In a recent but much happier press speech by Robert Abela, our prime minister told his audience he was the guardian angel of journalistic freedom. “I promise to be the strongest defender of all journalists,” he pledged. This was the end of last January, just over a month ago.

Yesterday he lost his shit when Lovin Malta’s Tim Diacono asked him if he would apologise to restaurateurs, whom he had promised his covid magic would keep them open. Just last week the 11 pm time-limit on restaurants was lifted, giving everyone the idea that things were getting easier, not tougher.

He blew another gasket when MaltaToday’s Nicole Meilak asked Charmaine Gauci if she felt she needed to assume responsibility and resign over her inability to rein in Robert Abela’s optimism and impose the restrictions we properly need to stay on top of the covid infections.

Yesterday I wrote about how worrying it is to see our prime minister lose his cool like that. How his confessions of a mental meltdown in the face of the pressures of a pandemic tell us we’re all in greater danger than we would be if someone competent, less obsessed with their popularity and more focused on doing their job, was in command.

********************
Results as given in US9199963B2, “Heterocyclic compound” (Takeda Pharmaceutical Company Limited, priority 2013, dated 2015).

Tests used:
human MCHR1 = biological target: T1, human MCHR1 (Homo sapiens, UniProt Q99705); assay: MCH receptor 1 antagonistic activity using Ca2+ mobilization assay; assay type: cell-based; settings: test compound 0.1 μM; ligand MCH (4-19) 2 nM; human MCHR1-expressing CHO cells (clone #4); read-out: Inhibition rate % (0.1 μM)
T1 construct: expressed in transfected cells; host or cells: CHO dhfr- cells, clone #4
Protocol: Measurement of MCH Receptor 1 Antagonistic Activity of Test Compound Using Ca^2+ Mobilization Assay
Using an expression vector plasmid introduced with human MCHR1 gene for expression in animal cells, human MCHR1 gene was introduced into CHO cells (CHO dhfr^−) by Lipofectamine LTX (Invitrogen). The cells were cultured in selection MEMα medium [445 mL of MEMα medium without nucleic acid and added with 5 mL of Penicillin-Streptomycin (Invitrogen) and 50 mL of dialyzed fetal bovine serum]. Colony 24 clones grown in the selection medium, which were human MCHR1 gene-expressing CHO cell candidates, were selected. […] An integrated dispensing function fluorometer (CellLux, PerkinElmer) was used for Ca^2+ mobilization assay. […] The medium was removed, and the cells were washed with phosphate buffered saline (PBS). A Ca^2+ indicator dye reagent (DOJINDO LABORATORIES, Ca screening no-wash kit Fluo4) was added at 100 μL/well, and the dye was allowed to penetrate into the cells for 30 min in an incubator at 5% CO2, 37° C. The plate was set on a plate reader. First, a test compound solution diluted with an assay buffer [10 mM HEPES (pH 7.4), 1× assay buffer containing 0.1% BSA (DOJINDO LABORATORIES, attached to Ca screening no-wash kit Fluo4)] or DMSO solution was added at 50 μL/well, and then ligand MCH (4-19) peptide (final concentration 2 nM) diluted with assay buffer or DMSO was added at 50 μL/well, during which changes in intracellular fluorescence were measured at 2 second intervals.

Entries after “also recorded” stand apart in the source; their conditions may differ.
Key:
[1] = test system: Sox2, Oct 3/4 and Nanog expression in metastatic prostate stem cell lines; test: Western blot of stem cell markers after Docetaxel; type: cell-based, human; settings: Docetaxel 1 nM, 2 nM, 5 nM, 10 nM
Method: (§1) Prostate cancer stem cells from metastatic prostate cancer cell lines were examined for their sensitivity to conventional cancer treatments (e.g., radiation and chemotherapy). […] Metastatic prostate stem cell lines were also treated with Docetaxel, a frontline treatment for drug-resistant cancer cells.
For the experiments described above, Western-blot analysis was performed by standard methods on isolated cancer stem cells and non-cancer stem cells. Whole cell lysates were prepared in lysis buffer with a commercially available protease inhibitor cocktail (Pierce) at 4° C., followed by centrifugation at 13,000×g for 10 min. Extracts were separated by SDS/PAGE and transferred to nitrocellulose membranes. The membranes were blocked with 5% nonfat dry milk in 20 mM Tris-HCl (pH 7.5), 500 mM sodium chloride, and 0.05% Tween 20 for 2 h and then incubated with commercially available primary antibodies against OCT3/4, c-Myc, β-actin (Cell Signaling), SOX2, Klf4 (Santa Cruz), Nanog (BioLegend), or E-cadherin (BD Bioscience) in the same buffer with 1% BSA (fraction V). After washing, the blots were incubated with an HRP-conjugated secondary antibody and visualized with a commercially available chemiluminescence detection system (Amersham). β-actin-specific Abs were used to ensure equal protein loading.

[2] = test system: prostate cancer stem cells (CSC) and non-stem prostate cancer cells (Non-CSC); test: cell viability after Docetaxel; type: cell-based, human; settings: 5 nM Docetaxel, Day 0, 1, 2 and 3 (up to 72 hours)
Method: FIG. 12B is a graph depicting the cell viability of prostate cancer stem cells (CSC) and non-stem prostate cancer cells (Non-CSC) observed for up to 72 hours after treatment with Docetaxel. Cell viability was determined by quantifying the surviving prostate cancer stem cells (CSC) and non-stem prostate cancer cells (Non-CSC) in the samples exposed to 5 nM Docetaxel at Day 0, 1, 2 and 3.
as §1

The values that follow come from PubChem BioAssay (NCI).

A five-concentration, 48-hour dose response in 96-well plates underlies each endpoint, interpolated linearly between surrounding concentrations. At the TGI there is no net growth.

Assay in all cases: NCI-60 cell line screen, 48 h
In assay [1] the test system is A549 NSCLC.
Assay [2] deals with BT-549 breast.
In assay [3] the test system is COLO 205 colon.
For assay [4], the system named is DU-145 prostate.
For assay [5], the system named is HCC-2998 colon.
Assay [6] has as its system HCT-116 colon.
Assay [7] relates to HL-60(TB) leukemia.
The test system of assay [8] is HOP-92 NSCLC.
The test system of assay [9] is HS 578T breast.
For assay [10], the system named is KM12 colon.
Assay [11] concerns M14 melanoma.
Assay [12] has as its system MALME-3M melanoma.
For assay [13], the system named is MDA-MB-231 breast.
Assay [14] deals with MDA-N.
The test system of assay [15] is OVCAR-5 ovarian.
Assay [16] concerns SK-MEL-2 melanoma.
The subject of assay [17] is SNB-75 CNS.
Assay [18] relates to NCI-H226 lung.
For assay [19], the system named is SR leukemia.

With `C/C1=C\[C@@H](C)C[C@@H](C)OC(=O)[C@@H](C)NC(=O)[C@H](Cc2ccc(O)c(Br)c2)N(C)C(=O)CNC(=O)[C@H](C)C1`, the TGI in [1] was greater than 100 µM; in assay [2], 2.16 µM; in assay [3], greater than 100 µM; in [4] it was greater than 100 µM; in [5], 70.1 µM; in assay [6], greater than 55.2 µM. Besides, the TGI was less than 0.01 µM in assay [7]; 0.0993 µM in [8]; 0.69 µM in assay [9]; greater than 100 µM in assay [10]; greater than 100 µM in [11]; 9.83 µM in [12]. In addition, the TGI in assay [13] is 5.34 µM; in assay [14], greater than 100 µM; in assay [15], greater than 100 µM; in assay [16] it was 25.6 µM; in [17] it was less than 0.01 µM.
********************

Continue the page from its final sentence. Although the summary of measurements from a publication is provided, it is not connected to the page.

But something that took a bit longer to sink in was just how irresponsible the prime minister was in raining his fury down on two reporters asking tough questions of him. Tim Diacono and Nicole Meilak have been targeted by a wave of trolls trained by the crying Joseph Muscat to unleash hell at the sight of their political boss whimpering and weeping.

We didn’t get a prime minister defending journalists, as he had promised us. We had instead an army of vile supporters defending a prime minister from journalists.

The only real guardians of journalistic freedom where journalists themselves who spoke up for their colleagues and friends. Here are some examples.

Robert Abela is nobody’s defender, except his own. And he isn’t even great at that either.

Consider how his minions Byron Camilleri, Edward Zammit Lewis and that grotesque giant baby Anġlu Farrugia, rushed to suppress George Hyzler’s report that found Joseph Muscat had breached ethics when his thugs locked journalists up in the middle of the night in Castille.

They wouldn’t want to risk the State recognising that grave outrage and perhaps learning from it. You never know when Robert Abela might need to lock up journalists again to prevent them from asking him questions that might push him over the edge again.